The hulls are designed by solo racer Marc Lombard, who championed the buoyant stern design for riding waves, thus all the new range carry their beam right aft, giving the boats maximum cabin and cockpit space right up to the pulpit.

The Jeanneau philosophy of not paying for what you may not need is intended to keep costs down and this concept works, I think. This applies across all fittings with teak only used in the cockpit seats but the injection-moulded decks have good grip with well-defined tread for crew moving forward.

At sea, the cruiser performed well on all points of sail and as the wind rose she gained from being sailed more upright, to prevent the beamy hull from digging in. Gybing the tall rig was quick without being twitchy, as the 1.94m deep-bulbed keel kept the boat tracking well out of the turn. The deep draft (2.1m) option would also benefit pointing and is worth considering for long distance cruising. But it's always a compromise because getting into snug, tidal anchorages is an important aspect of the cruising lifestyle.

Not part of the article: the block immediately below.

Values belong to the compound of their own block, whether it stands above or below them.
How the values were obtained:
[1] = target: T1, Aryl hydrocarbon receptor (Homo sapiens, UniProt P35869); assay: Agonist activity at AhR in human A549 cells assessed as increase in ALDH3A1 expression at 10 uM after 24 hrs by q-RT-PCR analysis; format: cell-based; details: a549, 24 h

All-in-all, the 36i is a neat package at a price that will positively encourage people to get on the water and have some fun, which, after all, is what life is all about.


Overall length: 10.94m
Hull length: 10.69m
Waterline length: 9.84m
Beam: 3.59m
Displacement: Light load with deep draft keel 5700kg
Standard draft: Cast-iron fin keel with elongated bulb and exterior epoxy barrier coat 1.94m
Standard keel weight: 1571kg
Shoal draft: Cast-iron fin keel with elongated bulb and exterior epoxy barrier coat 1.47m
Shoal keel weight: 1808kg
Performance keel draft: Cast-iron fin keel with elongated bulb and exterior epoxy barrier coat, profiled leading and trailing edges ? 2.10m
Performance keel weight: 1546kg
Mainsail area: 30.7m2
Genoa (130%) area: 33m2
Price (sailaway standard boat – commissioned & antifouled): $236,525
Price (review boat): $256,000

Distributor: Performance Boating, Gibson Marina, 1710 Pittwater Road, Bayview, Sydney, NSW 2104, Australia. Ph: (02) 9979 9755.

Seawind 1160 AND 1000XL